Although the common perception of Orange County centers around fabulous beaches, highly competitive schools, luxury cars and homes, idyllic parks and family recreation opportunities, there is another side to this often privileged environment. When we received a reader question about how to talk to your kids about homeless families and those less fortunate in our county, we thought it could serve as a starter to a larger conversation, while highlighting some local heroes in the process.
Just Another Melodic Monday
Lois Abrams lives her life by the words of Winston Churchill, “We make a living by what we get, but we make a life by what we give.” She, along with Guava Groove, a ukulele business enhancing the lives of homeless and troubled OC teens, reap the rewards of service by giving back to kids who are on temporary assignment at the Huntington Beach Youth Shelter.
Each Monday Lois brings a note of joy to those trapped in the cycle of emotional, physical, and mental abuse at the shelter. Most see the ukulele as little more than a simple instrument, but Lois and the teachers at Guava Groove have been able to use the universal language of music to help hundreds of teens and lift the heaviness of their circumstances.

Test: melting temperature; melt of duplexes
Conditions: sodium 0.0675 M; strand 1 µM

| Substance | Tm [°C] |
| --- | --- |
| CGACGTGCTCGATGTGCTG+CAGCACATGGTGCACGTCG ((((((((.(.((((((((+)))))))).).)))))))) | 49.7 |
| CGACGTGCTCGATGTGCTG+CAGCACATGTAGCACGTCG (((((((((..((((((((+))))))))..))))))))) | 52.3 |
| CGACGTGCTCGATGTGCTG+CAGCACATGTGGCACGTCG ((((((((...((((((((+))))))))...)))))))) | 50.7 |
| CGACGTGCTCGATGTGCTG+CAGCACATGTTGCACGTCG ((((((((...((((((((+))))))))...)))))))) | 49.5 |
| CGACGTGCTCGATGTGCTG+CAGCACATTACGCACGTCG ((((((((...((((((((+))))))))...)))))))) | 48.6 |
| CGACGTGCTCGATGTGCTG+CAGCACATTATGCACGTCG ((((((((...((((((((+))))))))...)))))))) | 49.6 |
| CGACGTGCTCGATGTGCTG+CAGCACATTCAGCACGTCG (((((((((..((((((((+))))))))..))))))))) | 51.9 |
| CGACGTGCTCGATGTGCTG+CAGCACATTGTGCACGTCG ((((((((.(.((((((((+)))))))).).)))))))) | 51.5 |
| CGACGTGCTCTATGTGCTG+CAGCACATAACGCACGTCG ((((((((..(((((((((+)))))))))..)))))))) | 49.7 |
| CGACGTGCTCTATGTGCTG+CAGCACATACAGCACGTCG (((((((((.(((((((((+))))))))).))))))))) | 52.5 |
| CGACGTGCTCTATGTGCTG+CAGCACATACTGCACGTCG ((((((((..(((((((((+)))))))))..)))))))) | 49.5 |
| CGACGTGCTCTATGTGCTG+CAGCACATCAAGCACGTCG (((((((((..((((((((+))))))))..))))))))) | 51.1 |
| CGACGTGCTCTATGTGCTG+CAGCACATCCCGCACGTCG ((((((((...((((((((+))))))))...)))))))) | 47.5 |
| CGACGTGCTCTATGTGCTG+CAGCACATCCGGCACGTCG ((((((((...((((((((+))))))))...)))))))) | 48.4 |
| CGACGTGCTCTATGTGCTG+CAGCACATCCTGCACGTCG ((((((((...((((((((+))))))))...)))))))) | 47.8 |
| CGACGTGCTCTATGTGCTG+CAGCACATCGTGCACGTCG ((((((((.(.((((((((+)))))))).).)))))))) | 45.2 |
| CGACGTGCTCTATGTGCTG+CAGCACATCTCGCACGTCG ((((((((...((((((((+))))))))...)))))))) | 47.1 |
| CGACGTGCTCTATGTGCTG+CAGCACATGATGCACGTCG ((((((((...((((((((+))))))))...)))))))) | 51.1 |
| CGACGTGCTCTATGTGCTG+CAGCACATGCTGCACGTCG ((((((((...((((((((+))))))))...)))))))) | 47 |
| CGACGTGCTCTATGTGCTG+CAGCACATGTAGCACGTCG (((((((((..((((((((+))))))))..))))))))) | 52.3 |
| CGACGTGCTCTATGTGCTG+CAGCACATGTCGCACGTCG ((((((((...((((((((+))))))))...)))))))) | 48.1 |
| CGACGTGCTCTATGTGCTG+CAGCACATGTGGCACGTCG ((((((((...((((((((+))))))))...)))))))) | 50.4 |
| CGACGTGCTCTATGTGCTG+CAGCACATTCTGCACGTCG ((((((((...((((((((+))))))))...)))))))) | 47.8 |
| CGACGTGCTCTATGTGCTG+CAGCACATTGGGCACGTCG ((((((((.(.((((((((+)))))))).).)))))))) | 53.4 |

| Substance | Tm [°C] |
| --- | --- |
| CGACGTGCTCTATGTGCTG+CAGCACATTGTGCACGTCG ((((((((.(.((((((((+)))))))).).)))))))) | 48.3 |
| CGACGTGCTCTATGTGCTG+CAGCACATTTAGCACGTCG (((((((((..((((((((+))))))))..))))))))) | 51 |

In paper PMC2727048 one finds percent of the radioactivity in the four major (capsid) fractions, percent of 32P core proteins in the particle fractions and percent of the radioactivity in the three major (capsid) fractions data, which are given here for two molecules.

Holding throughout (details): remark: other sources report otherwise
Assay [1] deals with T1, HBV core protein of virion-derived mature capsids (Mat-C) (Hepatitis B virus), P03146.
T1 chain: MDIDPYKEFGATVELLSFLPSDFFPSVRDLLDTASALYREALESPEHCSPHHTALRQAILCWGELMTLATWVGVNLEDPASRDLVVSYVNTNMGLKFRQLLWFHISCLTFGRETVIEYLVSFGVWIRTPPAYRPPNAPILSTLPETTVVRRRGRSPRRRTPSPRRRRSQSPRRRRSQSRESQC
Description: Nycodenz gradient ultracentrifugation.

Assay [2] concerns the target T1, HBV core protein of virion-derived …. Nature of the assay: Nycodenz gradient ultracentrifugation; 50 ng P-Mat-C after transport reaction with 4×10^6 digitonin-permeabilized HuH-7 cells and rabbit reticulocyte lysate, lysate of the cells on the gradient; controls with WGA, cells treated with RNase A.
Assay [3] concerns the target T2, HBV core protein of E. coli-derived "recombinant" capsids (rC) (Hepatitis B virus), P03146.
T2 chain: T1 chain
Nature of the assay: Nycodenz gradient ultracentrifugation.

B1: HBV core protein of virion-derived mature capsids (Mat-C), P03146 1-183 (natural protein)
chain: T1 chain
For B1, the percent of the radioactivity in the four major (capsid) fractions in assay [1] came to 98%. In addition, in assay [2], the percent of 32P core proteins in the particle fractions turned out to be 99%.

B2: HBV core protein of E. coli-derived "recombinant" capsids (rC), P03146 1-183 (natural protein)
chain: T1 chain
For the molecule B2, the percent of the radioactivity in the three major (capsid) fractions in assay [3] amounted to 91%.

The ukulele experiment began when Monty, a therapy dog owned by Lois, and his friends Chulee and Indy, began visiting the shelter every other Saturday as part of a healing program. When one of the children had a birthday, Lois would play her ukulele and sing Happy Birthday, while the dogs “danced”. When Lois saw one of the boys listening to the music and smiling she commented, “You have a beautiful smile.” In a quiet and gentle voice the boy responded, “I only smile when you are here with the ukulele.”
Lois realized the importance of the music and decided to solicit help from Guava Groove, a business that specializes in ukulele lessons, in order to bring lessons to the children at the shelter. She also reached out for donations of ukuleles in order to have enough for each child to have one of their own. By doing this, the kids could continue playing during the week following each Monday’s lesson.